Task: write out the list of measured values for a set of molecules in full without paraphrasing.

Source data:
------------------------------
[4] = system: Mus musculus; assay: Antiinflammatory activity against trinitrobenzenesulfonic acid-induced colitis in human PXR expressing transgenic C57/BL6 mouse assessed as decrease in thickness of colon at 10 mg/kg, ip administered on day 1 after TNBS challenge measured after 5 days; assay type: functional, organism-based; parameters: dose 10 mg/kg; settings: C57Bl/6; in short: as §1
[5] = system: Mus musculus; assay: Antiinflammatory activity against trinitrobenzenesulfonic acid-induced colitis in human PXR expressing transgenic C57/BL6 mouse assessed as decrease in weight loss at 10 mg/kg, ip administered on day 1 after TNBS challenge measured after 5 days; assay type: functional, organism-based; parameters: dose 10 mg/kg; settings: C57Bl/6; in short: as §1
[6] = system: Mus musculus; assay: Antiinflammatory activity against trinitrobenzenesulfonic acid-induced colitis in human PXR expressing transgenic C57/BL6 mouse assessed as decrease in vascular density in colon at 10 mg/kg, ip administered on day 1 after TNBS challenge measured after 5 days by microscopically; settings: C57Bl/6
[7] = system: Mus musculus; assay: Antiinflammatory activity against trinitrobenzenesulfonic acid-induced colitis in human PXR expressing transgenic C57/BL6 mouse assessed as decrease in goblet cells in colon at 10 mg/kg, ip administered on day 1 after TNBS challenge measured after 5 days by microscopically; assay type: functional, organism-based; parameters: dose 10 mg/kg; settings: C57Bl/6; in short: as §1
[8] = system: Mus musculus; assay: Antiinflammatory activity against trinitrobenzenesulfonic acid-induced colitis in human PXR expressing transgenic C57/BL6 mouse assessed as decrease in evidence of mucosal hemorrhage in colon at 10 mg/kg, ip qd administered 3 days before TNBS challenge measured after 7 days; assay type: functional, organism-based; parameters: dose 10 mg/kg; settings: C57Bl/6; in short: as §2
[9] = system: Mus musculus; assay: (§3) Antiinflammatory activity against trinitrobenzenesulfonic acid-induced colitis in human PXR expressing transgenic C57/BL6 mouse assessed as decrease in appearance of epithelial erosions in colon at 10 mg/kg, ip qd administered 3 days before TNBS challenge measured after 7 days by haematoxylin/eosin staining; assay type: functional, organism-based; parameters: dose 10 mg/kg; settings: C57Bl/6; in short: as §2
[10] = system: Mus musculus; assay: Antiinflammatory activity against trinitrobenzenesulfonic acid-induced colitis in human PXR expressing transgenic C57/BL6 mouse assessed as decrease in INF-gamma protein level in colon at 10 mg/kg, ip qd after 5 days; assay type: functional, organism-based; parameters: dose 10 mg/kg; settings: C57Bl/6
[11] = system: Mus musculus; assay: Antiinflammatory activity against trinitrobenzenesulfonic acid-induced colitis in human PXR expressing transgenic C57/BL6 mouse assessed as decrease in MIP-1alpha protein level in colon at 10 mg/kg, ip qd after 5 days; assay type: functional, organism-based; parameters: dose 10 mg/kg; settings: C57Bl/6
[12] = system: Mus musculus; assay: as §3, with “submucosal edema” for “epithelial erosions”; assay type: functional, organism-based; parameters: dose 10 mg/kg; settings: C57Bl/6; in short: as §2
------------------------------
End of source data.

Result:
[4] = system: Mus musculus; assay: Antiinflammatory activity against trinitrobenzenesulfonic acid-induced colitis in human PXR expressing transgenic C57/BL6 mouse assessed as decrease in thickness of colon at 10 mg/kg, ip administered on day 1 after TNBS challenge measured after 5 days; assay type: functional, organism-based; parameters: dose 10 mg/kg; settings: C57Bl/6; in short: as §1
[5] = system: Mus musculus; assay: Antiinflammatory activity against trinitrobenzenesulfonic acid-induced colitis in human PXR expressing transgenic C57/BL6 mouse assessed as decrease in weight loss at 10 mg/kg, ip administered on day 1 after TNBS challenge measured after 5 days; assay type: functional, organism-based; parameters: dose 10 mg/kg; settings: C57Bl/6; in short: as §1
[6] = system: Mus musculus; assay: Antiinflammatory activity against trinitrobenzenesulfonic acid-induced colitis in human PXR expressing transgenic C57/BL6 mouse assessed as decrease in vascular density in colon at 10 mg/kg, ip administered on day 1 after TNBS challenge measured after 5 days by microscopically; settings: C57Bl/6
[7] = system: Mus musculus; assay: Antiinflammatory activity against trinitrobenzenesulfonic acid-induced colitis in human PXR expressing transgenic C57/BL6 mouse assessed as decrease in goblet cells in colon at 10 mg/kg, ip administered on day 1 after TNBS challenge measured after 5 days by microscopically; assay type: functional, organism-based; parameters: dose 10 mg/kg; settings: C57Bl/6; in short: as §1
[8] = system: Mus musculus; assay: Antiinflammatory activity against trinitrobenzenesulfonic acid-induced colitis in human PXR expressing transgenic C57/BL6 mouse assessed as decrease in evidence of mucosal hemorrhage in colon at 10 mg/kg, ip qd administered 3 days before TNBS challenge measured after 7 days; assay type: functional, organism-based; parameters: dose 10 mg/kg; settings: C57Bl/6; in short: as §2
[9] = system: Mus musculus; assay: (§3) Antiinflammatory activity against trinitrobenzenesulfonic acid-induced colitis in human PXR expressing transgenic C57/BL6 mouse assessed as decrease in appearance of epithelial erosions in colon at 10 mg/kg, ip qd administered 3 days before TNBS challenge measured after 7 days by haematoxylin/eosin staining; assay type: functional, organism-based; parameters: dose 10 mg/kg; settings: C57Bl/6; in short: as §2
[10] = system: Mus musculus; assay: Antiinflammatory activity against trinitrobenzenesulfonic acid-induced colitis in human PXR expressing transgenic C57/BL6 mouse assessed as decrease in INF-gamma protein level in colon at 10 mg/kg, ip qd after 5 days; assay type: functional, organism-based; parameters: dose 10 mg/kg; settings: C57Bl/6
[11] = system: Mus musculus; assay: Antiinflammatory activity against trinitrobenzenesulfonic acid-induced colitis in human PXR expressing transgenic C57/BL6 mouse assessed as decrease in MIP-1alpha protein level in colon at 10 mg/kg, ip qd after 5 days; assay type: functional, organism-based; parameters: dose 10 mg/kg; settings: C57Bl/6
[12] = system: Mus musculus; assay: as §3, with “submucosal edema” for “epithelial erosions”; assay type: functional, organism-based; parameters: dose 10 mg/kg; settings: C57Bl/6; in short: as §2